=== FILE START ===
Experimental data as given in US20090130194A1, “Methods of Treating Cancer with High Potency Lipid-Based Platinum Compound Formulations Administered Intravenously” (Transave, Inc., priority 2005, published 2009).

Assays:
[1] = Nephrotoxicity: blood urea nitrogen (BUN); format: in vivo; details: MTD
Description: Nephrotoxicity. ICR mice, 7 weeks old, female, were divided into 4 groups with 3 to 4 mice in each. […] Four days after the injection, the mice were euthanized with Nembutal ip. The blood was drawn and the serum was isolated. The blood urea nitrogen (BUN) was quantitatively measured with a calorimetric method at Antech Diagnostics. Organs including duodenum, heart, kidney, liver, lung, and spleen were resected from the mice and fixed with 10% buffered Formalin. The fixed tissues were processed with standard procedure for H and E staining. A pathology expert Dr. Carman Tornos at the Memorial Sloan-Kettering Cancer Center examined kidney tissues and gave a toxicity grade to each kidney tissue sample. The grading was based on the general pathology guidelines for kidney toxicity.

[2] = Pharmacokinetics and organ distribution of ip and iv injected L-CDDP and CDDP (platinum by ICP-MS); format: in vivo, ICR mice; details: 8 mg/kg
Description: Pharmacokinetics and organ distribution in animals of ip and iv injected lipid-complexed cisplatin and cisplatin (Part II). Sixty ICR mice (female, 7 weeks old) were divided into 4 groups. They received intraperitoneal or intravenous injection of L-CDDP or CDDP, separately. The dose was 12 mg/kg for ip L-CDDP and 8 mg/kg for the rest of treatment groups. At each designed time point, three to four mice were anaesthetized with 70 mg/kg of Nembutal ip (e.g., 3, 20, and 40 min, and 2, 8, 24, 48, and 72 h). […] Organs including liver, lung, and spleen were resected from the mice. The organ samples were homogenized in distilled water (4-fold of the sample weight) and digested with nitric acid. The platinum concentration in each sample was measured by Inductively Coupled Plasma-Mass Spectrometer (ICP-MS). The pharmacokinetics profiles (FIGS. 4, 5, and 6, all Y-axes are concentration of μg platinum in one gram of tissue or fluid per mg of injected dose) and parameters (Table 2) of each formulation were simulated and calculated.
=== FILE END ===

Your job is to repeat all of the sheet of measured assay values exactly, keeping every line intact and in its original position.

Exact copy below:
Experimental data as given in US20090130194A1, “Methods of Treating Cancer with High Potency Lipid-Based Platinum Compound Formulations Administered Intravenously” (Transave, Inc., priority 2005, published 2009).

Assays:
[1] = Nephrotoxicity: blood urea nitrogen (BUN); format: in vivo; details: MTD
Description: Nephrotoxicity. ICR mice, 7 weeks old, female, were divided into 4 groups with 3 to 4 mice in each. […] Four days after the injection, the mice were euthanized with Nembutal ip. The blood was drawn and the serum was isolated. The blood urea nitrogen (BUN) was quantitatively measured with a calorimetric method at Antech Diagnostics. Organs including duodenum, heart, kidney, liver, lung, and spleen were resected from the mice and fixed with 10% buffered Formalin. The fixed tissues were processed with standard procedure for H and E staining. A pathology expert Dr. Carman Tornos at the Memorial Sloan-Kettering Cancer Center examined kidney tissues and gave a toxicity grade to each kidney tissue sample. The grading was based on the general pathology guidelines for kidney toxicity.

[2] = Pharmacokinetics and organ distribution of ip and iv injected L-CDDP and CDDP (platinum by ICP-MS); format: in vivo, ICR mice; details: 8 mg/kg
Description: Pharmacokinetics and organ distribution in animals of ip and iv injected lipid-complexed cisplatin and cisplatin (Part II). Sixty ICR mice (female, 7 weeks old) were divided into 4 groups. They received intraperitoneal or intravenous injection of L-CDDP or CDDP, separately. The dose was 12 mg/kg for ip L-CDDP and 8 mg/kg for the rest of treatment groups. At each designed time point, three to four mice were anaesthetized with 70 mg/kg of Nembutal ip (e.g., 3, 20, and 40 min, and 2, 8, 24, 48, and 72 h). […] Organs including liver, lung, and spleen were resected from the mice. The organ samples were homogenized in distilled water (4-fold of the sample weight) and digested with nitric acid. The platinum concentration in each sample was measured by Inductively Coupled Plasma-Mass Spectrometer (ICP-MS). The pharmacokinetics profiles (FIGS. 4, 5, and 6, all Y-axes are concentration of μg platinum in one gram of tissue or fluid per mg of injected dose) and parameters (Table 2) of each formulation were simulated and calculated.